Tired of playing the psychologist
WE'RE back in that bleak land of no effin' sleep. That place where you drag yourself through the day like a corpse, and keep zoning out and doing stupid things, like putting the butter in the oven and sending the children out in the wrong clothes.
You try to steal a little kip when you can, but if I try to stretch out on the couch during a lull in the chaos, the two boys take this as an invitation to jump on me. Plus, they've got these foam rubber swords they're fond of, except all the foam rubber has been beaten or chewed off, leaving this hard plastic rod which is so much more effective for inflicting pain. Basically, it's just like Guantanamo but without the balmy climate.
Because my wife is feeding the baby herself, she has moved downstairs with the little one and takes care of the night shift on her own, while I stay upstairs with the other three. This looked like a great deal. Could it be that I would skip all the night-time horrors of a new baby -- that cry at 2.30am which goes through the head like an angle grinder? But, of course, the other three have upped their game.
Conor used to love going to bed. Since the new baby arrived, I have to sit with him until he's asleep. Plus, he wakes in the dead of night and insists on getting up. Lego is great, but at 3.30am? Meanwhile, Mike, who's five, is now waking all the time with complaints ranging from a sore leg to an itchy liver. And now, too, I'm constantly in the car, going back and forth between swimming, camogie and basket weaving. Swimming's a curse. There's nothing more miserable than standing ankle deep in a poorly heated kiddie pool after two hours' sleep the night before.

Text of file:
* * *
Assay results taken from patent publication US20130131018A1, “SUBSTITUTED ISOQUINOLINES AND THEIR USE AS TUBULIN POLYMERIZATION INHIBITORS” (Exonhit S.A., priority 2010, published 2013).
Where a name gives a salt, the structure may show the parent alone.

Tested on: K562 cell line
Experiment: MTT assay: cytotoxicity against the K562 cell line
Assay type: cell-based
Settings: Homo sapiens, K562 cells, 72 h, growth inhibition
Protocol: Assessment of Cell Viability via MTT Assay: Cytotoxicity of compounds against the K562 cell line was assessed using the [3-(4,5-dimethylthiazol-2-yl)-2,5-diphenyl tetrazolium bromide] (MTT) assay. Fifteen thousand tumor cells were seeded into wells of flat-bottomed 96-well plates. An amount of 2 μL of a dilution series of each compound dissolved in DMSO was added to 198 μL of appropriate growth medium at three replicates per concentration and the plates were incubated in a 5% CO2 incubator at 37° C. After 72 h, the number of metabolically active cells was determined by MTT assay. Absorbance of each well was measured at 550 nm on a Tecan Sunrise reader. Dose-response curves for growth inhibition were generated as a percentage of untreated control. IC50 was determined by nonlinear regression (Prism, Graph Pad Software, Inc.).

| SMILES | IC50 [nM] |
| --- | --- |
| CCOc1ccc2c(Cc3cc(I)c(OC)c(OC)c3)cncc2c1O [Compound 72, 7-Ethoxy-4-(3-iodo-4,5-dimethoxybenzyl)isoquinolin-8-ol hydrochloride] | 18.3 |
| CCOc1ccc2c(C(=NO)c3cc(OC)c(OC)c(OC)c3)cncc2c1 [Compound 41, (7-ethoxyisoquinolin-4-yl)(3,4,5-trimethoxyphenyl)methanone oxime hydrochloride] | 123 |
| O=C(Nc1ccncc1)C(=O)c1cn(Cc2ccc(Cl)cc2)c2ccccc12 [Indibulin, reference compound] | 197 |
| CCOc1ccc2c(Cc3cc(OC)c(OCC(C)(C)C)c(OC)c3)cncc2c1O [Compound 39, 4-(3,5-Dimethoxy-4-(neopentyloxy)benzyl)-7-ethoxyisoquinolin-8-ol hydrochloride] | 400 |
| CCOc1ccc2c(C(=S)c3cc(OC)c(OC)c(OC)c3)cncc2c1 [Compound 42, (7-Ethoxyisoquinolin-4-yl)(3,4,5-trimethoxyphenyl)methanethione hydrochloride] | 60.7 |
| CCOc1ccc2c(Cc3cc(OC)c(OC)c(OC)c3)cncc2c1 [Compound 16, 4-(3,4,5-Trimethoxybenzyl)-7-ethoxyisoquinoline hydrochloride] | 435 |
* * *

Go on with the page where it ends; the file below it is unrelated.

But there's no chance of avoiding the pool, because we're straining every nerve to reassure the other three that things haven't changed. The new kid isn't going to have any negative impact on their busy little lives. Once upon a time, everyone had half a dozen kids and no one batted an eye. You fed them, gave them a place to sleep and, as my dad says, the job was oxo. These days, it is all about their mental health.
We're constantly doing things to reassure them they're loved every bit as much as before. We're all bloody psychologists now. Any bit of bad behaviour isn't bad behaviour any more. Conor flings juice at Annie, not because he's a little effer, but because of latent feelings of hostility brought on by displacement and perceived rejection.
When my wife was in hospital, we overheard a family on the other side of the curtain. The woman was having her second kid, and the first -- aged three -- was bouncing around delighted with his little sister and wanting to give her the bottle.
But the parents hadn't seemed to read any parenting books. They were chasing him away and roaring at him to be careful of her. They told him he wasn't the baby any more, that he was a big boy now and had to behave like a big boy. We were wringing our hands and throwing our eyes up to heaven, thinking the poor little lad, he'll be scarred for life. But, sure, he'll probably be fine.